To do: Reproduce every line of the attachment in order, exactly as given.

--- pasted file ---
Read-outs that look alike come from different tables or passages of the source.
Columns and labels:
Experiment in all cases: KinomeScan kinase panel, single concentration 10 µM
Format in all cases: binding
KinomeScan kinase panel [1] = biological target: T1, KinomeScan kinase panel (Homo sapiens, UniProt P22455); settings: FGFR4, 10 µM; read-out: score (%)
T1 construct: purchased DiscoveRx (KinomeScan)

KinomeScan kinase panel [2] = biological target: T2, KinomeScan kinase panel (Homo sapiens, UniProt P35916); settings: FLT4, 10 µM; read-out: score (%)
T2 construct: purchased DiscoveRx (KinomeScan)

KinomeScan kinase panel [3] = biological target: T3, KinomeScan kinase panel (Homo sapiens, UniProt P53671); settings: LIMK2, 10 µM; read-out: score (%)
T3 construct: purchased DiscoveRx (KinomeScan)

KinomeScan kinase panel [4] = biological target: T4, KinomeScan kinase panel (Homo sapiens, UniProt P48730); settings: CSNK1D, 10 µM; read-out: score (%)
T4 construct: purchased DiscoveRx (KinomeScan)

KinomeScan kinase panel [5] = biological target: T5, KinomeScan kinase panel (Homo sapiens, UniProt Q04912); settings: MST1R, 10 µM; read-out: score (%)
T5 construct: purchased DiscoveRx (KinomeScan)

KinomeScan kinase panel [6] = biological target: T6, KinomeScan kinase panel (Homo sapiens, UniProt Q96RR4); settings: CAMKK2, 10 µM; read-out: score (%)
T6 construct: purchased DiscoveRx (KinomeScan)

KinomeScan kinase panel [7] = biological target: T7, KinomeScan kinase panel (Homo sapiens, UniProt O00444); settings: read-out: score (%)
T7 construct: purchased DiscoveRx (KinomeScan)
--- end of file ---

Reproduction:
Read-outs that look alike come from different tables or passages of the source.
Columns and labels:
Experiment in all cases: KinomeScan kinase panel, single concentration 10 µM
Format in all cases: binding
KinomeScan kinase panel [1] = biological target: T1, KinomeScan kinase panel (Homo sapiens, UniProt P22455); settings: FGFR4, 10 µM; read-out: score (%)
T1 construct: purchased DiscoveRx (KinomeScan)

KinomeScan kinase panel [2] = biological target: T2, KinomeScan kinase panel (Homo sapiens, UniProt P35916); settings: FLT4, 10 µM; read-out: score (%)
T2 construct: purchased DiscoveRx (KinomeScan)

KinomeScan kinase panel [3] = biological target: T3, KinomeScan kinase panel (Homo sapiens, UniProt P53671); settings: LIMK2, 10 µM; read-out: score (%)
T3 construct: purchased DiscoveRx (KinomeScan)

KinomeScan kinase panel [4] = biological target: T4, KinomeScan kinase panel (Homo sapiens, UniProt P48730); settings: CSNK1D, 10 µM; read-out: score (%)
T4 construct: purchased DiscoveRx (KinomeScan)

KinomeScan kinase panel [5] = biological target: T5, KinomeScan kinase panel (Homo sapiens, UniProt Q04912); settings: MST1R, 10 µM; read-out: score (%)
T5 construct: purchased DiscoveRx (KinomeScan)

KinomeScan kinase panel [6] = biological target: T6, KinomeScan kinase panel (Homo sapiens, UniProt Q96RR4); settings: CAMKK2, 10 µM; read-out: score (%)
T6 construct: purchased DiscoveRx (KinomeScan)

KinomeScan kinase panel [7] = biological target: T7, KinomeScan kinase panel (Homo sapiens, UniProt O00444); settings: read-out: score (%)
T7 construct: purchased DiscoveRx (KinomeScan)